Salt lake city

Salt Lake’s top golfers are playing this weekend at the City Open

The Bonneville golf course will welcome 162 competitors on Saturday and Sunday.

(Photo courtesy of Randy Dodson | Fairways Media) Joe Summerhays competes in the 2020 Salt Lake City Open at Bonneville Golf Course.

When the Salt Lake City Open kicks off this weekend at Bonneville Golf Course, it might look like Jordan Gibbs has the upper hand.

A competitor and new head course professional, he helped choose the pin locations.

Still …

“I’m the host pro, but most people on the court probably know the course better than I do,” said Gibbs, a New Jersey native who took charge at Bonneville in March. “I don’t have an advantage on the home course yet.”

Ask the 162 players who will be competing there on Saturday and Sunday and most locals will probably tell you how important the course on the east bench has been in their development as golfers.

“I’ve always loved playing there. In high school, we used to play here every night for free,” laughed defending City Open champion Zach Johnson.

Johnson, the head pro at Davis Park Golf Course, added, “This is the crown jewel of Salt Lake golf. For public golf you look at what this place offers and it’s hard to match.

The original nine-hole course was built in 1929 and later completed as an 18-hole course in 1959, redesigned by William P. Bell and William F. Bell, the father and son duo who originally co-designed the famous course Torrey Pines golf course. in San Diego.

Now, with a pandemic-fueled boom that has seen a 25% increase in activity on the city’s courses over the five-year average, Bonneville is a bustling center for public golf in Utah. The course saw about 85,000 nine-hole rounds last year, Gibbs said.

But he also sees value in using the course to host marquee events, such as the Salt Lake City Amateur and the City Open.

“It’s really important that Bonneville continues to do this,” he said. “We would also like to host other Utah Golf Association events throughout the year. I think that is part of our responsibility as Bonneville, just where we are located and our history.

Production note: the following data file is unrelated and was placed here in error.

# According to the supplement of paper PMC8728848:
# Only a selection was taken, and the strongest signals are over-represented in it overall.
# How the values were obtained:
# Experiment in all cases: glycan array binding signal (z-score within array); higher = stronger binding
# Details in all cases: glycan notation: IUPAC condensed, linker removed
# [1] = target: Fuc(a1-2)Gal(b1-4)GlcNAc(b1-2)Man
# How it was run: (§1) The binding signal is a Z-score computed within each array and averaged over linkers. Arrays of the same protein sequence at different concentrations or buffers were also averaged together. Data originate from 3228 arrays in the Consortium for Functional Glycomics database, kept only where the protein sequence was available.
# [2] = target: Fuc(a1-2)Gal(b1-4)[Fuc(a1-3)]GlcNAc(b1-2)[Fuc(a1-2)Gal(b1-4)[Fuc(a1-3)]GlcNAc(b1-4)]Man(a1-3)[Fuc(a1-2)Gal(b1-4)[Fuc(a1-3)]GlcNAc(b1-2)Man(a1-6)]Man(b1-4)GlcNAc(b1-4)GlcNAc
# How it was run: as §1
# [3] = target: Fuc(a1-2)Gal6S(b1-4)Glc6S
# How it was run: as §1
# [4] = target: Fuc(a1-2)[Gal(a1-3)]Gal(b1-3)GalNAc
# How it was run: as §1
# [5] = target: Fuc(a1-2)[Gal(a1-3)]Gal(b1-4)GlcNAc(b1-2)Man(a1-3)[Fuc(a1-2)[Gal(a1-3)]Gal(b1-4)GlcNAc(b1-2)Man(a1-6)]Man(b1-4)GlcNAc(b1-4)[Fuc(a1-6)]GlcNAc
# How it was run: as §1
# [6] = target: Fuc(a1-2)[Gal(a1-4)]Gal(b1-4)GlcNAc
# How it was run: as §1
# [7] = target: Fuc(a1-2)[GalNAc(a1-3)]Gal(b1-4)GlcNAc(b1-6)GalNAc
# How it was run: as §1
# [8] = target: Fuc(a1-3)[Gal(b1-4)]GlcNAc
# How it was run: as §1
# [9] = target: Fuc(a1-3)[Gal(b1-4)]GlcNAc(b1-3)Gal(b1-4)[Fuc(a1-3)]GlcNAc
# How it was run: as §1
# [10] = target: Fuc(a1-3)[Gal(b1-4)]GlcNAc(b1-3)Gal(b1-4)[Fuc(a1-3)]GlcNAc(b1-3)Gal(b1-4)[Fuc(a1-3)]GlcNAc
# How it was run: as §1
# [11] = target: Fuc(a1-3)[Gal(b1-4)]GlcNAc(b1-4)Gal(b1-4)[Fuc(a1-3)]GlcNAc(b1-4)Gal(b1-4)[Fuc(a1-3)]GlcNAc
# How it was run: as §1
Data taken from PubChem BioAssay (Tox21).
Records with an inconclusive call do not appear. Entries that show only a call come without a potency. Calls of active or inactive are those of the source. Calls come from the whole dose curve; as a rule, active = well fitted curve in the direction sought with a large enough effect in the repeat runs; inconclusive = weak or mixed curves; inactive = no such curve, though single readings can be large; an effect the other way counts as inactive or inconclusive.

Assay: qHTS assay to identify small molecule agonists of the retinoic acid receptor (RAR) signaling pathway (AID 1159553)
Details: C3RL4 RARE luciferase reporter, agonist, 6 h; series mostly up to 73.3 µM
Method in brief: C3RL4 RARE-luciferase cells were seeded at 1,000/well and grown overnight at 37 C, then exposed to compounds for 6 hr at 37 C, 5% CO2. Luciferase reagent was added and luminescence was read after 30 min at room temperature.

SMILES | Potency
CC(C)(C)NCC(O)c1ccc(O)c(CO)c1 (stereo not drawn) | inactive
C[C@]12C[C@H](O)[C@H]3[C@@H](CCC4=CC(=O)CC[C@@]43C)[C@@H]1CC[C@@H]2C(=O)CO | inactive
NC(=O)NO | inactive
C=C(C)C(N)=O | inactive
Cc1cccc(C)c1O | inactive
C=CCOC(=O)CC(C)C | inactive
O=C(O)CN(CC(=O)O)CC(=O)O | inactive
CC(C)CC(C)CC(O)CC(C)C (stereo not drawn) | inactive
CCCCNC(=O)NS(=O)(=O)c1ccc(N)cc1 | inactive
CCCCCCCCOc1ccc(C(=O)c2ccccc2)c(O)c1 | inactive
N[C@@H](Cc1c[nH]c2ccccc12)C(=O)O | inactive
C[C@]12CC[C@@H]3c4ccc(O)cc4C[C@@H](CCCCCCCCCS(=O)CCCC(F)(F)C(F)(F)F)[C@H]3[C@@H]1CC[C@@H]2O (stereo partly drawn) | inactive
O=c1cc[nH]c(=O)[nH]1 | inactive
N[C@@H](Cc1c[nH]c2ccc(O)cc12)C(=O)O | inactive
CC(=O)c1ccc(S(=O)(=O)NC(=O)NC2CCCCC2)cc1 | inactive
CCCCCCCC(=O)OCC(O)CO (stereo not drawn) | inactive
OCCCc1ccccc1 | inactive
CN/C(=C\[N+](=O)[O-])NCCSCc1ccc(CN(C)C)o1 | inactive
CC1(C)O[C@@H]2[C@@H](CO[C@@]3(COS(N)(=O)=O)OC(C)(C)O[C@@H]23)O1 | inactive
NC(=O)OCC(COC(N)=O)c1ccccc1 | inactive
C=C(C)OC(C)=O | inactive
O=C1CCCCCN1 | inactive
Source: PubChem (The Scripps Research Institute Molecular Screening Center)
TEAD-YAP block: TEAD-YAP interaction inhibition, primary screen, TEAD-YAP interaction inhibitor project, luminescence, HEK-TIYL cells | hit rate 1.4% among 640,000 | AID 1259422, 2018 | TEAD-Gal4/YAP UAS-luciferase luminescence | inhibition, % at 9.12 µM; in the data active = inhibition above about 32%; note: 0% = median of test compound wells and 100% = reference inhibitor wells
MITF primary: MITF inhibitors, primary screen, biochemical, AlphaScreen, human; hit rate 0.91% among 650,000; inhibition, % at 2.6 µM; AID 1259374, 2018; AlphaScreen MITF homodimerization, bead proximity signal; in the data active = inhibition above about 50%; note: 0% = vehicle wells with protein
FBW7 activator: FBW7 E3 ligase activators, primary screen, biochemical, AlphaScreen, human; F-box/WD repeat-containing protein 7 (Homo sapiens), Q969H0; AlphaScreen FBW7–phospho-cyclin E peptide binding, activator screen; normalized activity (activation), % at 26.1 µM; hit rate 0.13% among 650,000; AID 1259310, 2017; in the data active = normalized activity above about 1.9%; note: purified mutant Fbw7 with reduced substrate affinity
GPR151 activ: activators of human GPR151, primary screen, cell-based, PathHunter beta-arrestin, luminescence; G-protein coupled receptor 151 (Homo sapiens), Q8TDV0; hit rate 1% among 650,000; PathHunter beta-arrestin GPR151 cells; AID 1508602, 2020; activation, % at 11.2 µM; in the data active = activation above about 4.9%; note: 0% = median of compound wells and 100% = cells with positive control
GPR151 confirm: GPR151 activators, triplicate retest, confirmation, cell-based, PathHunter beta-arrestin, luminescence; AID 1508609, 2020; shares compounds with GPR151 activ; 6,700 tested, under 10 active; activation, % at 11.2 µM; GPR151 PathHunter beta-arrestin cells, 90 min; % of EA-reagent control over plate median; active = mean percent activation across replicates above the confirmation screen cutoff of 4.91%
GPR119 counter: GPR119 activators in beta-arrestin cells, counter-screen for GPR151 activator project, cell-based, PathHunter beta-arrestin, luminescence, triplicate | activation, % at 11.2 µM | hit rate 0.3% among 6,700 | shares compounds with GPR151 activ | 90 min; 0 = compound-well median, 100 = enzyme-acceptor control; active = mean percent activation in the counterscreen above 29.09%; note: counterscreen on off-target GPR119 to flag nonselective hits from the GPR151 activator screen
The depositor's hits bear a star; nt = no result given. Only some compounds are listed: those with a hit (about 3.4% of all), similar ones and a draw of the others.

This weekend, another champion could be part of that story.

“It was nice to drive and see your name on the sign,” Johnson said this week. “…At my age, I didn’t think I was ever going to win it. It was beyond my career and it was disappointing. I always wanted it.

This year’s roster has been reduced from 192 to 162 players to make it even more competitive for a purse of $5,000 for professionals and around $3,000 for seniors.

Gibbs predicted it might take a 12-under weekend to be crowned champion.

“You can drive well here and get into position,” said two-time City Open champion Chris Moody. “He is capable of scoring. The par 5s, you absolutely have to take advantage of them. Then do a few birdies here and there and try not to bogey too much.

“There are a lot of birdies,” Johnson admitted. “But there are a few holes, if you hit the wrong shot you can come away with a big number.”

Step onto the wrong level of the green on the par-3 ninth, he said, and you could find yourself scoring a 6 on the scoreboard.

“But it’s always a treat to play here,” he said. “He’s still in good shape and he seems to be getting harder every year. It’s a special place.

Mary Cashion

The author Mary Cashion